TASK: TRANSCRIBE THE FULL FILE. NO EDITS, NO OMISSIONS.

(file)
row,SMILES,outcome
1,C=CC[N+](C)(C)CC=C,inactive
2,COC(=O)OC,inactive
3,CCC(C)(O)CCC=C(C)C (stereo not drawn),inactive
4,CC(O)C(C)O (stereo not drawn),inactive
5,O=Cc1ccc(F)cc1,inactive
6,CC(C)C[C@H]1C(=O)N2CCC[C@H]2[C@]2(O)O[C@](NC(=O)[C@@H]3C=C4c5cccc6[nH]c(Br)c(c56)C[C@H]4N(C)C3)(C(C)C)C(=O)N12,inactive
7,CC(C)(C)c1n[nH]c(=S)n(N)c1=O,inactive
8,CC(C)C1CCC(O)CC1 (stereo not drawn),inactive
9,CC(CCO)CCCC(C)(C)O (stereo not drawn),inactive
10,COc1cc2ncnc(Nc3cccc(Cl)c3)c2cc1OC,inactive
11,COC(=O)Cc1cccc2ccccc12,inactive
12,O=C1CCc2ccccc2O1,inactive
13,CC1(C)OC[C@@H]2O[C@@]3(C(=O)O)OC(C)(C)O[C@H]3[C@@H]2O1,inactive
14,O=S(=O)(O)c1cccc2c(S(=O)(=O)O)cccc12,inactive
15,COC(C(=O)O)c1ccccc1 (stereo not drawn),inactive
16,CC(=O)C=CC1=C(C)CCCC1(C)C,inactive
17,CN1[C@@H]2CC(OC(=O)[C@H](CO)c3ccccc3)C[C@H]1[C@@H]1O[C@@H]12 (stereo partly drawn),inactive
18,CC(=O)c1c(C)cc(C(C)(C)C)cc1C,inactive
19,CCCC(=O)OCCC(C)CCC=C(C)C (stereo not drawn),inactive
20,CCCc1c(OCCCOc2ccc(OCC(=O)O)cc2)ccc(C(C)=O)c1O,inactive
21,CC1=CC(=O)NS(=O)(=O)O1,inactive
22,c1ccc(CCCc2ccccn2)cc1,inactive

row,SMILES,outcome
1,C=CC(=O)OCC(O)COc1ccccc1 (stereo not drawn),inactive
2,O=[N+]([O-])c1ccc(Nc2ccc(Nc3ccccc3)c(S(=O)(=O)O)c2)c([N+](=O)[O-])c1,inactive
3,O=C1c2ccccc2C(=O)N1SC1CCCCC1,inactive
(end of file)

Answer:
row,SMILES,outcome
1,C=CC[N+](C)(C)CC=C,inactive
2,COC(=O)OC,inactive
3,CCC(C)(O)CCC=C(C)C (stereo not drawn),inactive
4,CC(O)C(C)O (stereo not drawn),inactive
5,O=Cc1ccc(F)cc1,inactive
6,CC(C)C[C@H]1C(=O)N2CCC[C@H]2[C@]2(O)O[C@](NC(=O)[C@@H]3C=C4c5cccc6[nH]c(Br)c(c56)C[C@H]4N(C)C3)(C(C)C)C(=O)N12,inactive
7,CC(C)(C)c1n[nH]c(=S)n(N)c1=O,inactive
8,CC(C)C1CCC(O)CC1 (stereo not drawn),inactive
9,CC(CCO)CCCC(C)(C)O (stereo not drawn),inactive
10,COc1cc2ncnc(Nc3cccc(Cl)c3)c2cc1OC,inactive
11,COC(=O)Cc1cccc2ccccc12,inactive
12,O=C1CCc2ccccc2O1,inactive
13,CC1(C)OC[C@@H]2O[C@@]3(C(=O)O)OC(C)(C)O[C@H]3[C@@H]2O1,inactive
14,O=S(=O)(O)c1cccc2c(S(=O)(=O)O)cccc12,inactive
15,COC(C(=O)O)c1ccccc1 (stereo not drawn),inactive
16,CC(=O)C=CC1=C(C)CCCC1(C)C,inactive
17,CN1[C@@H]2CC(OC(=O)[C@H](CO)c3ccccc3)C[C@H]1[C@@H]1O[C@@H]12 (stereo partly drawn),inactive
18,CC(=O)c1c(C)cc(C(C)(C)C)cc1C,inactive
19,CCCC(=O)OCCC(C)CCC=C(C)C (stereo not drawn),inactive
20,CCCc1c(OCCCOc2ccc(OCC(=O)O)cc2)ccc(C(C)=O)c1O,inactive
21,CC1=CC(=O)NS(=O)(=O)O1,inactive
22,c1ccc(CCCc2ccccn2)cc1,inactive

row,SMILES,outcome
1,C=CC(=O)OCC(O)COc1ccccc1 (stereo not drawn),inactive
2,O=[N+]([O-])c1ccc(Nc2ccc(Nc3ccccc3)c(S(=O)(=O)O)c2)c([N+](=O)[O-])c1,inactive
3,O=C1c2ccccc2C(=O)N1SC1CCCCC1,inactive